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Chemistry Distillations - Fall 2020

Chair’s Letter

Robert  J. HinkleCOVID-19, remote teaching, remote learning, the rise of Zoom, a shortened summer research session, an early and compressed semester – 2020 will certainly be a year to remember in the life of W&M Chemistry. The arrival of the coronavirus early in 2020 has disrupted so much in all of our lives and has forced us to adapt to new personal, professional, and societal situations. In the face of all these changes, I hope that all of you are managing to adapt, are staying safe, doing well … and doing good for others!

Although we cannot have a real Homecoming reception this year, we are arranging a virtual reception on Saturday, October 17 from 12:30-2:00 (EDT) via Zoom (latest Zoom version needed!) We were wondering how well this would work as each of you might want to “visit” with particular faculty members or other alumni, but we got lucky in that Zoom just released an updated version allowing everyone to select their own breakout room. 

As you are all surely aware, students were not able to return from spring break because of the great potential to spread the virus rapidly. Those of us in Chemistry spent much of that break gearing up for online instruction. Thanks in very large part to Prof. Randy Coleman’s early adoption, development, as well as his continued work on using technology in education – including piloting one of W&M’s first online courses – most of us had already been recording our lectures so that students could review them later. We ordered web cameras and microphones in March –before stocks were sold-out – so that faculty and staff members could record lectures and lab demos in their offices, or even at home. As a further enhancement, Senior Lecturer Dana Lashley brought a new grading program to the university’s attention several years ago and it proved to be a godsend for administering and evaluating students’ work during the pandemic – especially for our significant number of large classes. With these digital tools and our department’s ethanol supplies for sanitizing surfaces, we successfully weathered the storms of the spring 2020 semester.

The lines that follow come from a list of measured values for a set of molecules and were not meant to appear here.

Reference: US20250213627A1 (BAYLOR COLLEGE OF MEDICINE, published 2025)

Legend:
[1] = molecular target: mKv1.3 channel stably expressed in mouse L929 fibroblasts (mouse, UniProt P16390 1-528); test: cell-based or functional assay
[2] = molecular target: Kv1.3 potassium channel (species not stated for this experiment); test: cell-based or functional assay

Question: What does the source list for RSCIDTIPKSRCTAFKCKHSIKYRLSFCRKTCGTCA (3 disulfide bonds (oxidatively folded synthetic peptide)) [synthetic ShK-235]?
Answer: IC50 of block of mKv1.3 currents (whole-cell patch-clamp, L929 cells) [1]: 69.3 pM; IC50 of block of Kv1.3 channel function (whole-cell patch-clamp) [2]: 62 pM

Wearing a mask and practicing social distancing have been relatively easy on an individual level, but have profoundly affected how professors and students interact in classrooms and labs. In collaboration with the Emergency Management Team on campus, we worked very hard to make sure that students could actively pursue faculty-guided research in our laboratories during summer 2020. In-person research required myriad new safety protocols for students, staff and faculty members. Our goal was to be the model of how we could operate safely while providing research opportunities to meet our students’ expectations. Although we had to delay the start of our summer research session until June 15th, I am happy to write that we achieved our goal of operating safely while providing the research opportunities that our students deserve! Summer research grants and Honors funding programs administered by W&M’s Charles Center were especially helpful as they funded a large number of student projects. Since applications were due before the pandemic caused campus to shutter its doors, the Charles Center honored their commitments to students and contributed greatly to our program. They supported students working remotely, with additional faculty guidance, as well as students working in-person in the Integrated Science Center.